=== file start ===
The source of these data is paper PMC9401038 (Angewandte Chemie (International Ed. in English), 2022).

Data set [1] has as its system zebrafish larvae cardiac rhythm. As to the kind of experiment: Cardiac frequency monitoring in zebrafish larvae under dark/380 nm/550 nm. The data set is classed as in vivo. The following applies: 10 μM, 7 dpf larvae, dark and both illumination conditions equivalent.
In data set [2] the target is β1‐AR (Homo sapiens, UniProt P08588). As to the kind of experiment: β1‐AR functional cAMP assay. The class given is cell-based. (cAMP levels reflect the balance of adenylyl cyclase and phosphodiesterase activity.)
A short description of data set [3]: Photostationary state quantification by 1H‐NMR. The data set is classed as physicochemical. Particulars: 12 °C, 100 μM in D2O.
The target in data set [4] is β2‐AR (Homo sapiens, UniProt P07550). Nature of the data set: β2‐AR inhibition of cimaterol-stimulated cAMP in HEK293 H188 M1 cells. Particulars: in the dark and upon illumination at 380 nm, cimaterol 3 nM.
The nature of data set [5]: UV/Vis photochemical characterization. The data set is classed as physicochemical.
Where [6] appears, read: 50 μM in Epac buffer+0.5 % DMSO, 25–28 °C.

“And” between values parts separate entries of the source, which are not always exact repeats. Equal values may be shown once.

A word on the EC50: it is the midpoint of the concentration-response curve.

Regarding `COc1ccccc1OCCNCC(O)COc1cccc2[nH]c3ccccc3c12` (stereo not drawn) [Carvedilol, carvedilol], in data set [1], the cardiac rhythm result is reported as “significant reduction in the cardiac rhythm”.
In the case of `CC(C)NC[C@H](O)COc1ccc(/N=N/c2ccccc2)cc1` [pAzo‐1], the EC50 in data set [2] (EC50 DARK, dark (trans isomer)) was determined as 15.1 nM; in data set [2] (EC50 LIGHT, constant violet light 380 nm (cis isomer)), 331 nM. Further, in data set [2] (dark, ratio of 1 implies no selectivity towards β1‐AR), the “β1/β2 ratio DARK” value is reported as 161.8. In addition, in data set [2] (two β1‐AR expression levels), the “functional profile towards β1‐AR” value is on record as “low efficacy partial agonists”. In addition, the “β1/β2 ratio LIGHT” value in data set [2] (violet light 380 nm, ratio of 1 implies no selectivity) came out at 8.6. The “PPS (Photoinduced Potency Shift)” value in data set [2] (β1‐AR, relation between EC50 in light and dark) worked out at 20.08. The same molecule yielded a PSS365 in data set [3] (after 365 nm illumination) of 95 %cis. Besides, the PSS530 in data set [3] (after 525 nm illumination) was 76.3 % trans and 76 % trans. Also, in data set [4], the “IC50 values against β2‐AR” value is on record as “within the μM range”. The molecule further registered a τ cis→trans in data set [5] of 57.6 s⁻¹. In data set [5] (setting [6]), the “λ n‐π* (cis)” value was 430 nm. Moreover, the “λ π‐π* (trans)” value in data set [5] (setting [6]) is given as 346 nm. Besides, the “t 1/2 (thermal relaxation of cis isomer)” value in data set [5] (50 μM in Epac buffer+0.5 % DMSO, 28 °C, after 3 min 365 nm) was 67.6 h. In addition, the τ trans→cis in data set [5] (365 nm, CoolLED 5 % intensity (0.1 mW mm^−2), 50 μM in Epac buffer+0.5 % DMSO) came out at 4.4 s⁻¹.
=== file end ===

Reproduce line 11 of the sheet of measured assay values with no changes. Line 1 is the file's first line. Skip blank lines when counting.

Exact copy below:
In the case of `CC(C)NC[C@H](O)COc1ccc(/N=N/c2ccccc2)cc1` [pAzo‐1], the EC50 in data set [2] (EC50 DARK, dark (trans isomer)) was determined as 15.1 nM; in data set [2] (EC50 LIGHT, constant violet light 380 nm (cis isomer)), 331 nM. Further, in data set [2] (dark, ratio of 1 implies no selectivity towards β1‐AR), the “β1/β2 ratio DARK” value is reported as 161.8. In addition, in data set [2] (two β1‐AR expression levels), the “functional profile towards β1‐AR” value is on record as “low efficacy partial agonists”. In addition, the “β1/β2 ratio LIGHT” value in data set [2] (violet light 380 nm, ratio of 1 implies no selectivity) came out at 8.6. The “PPS (Photoinduced Potency Shift)” value in data set [2] (β1‐AR, relation between EC50 in light and dark) worked out at 20.08. The same molecule yielded a PSS365 in data set [3] (after 365 nm illumination) of 95 %cis. Besides, the PSS530 in data set [3] (after 525 nm illumination) was 76.3 % trans and 76 % trans. Also, in data set [4], the “IC50 values against β2‐AR” value is on record as “within the μM range”. The molecule further registered a τ cis→trans in data set [5] of 57.6 s⁻¹. In data set [5] (setting [6]), the “λ n‐π* (cis)” value was 430 nm. Moreover, the “λ π‐π* (trans)” value in data set [5] (setting [6]) is given as 346 nm. Besides, the “t 1/2 (thermal relaxation of cis isomer)” value in data set [5] (50 μM in Epac buffer+0.5 % DMSO, 28 °C, after 3 min 365 nm) was 67.6 h. In addition, the τ trans→cis in data set [5] (365 nm, CoolLED 5 % intensity (0.1 mW mm^−2), 50 μM in Epac buffer+0.5 % DMSO) came out at 4.4 s⁻¹.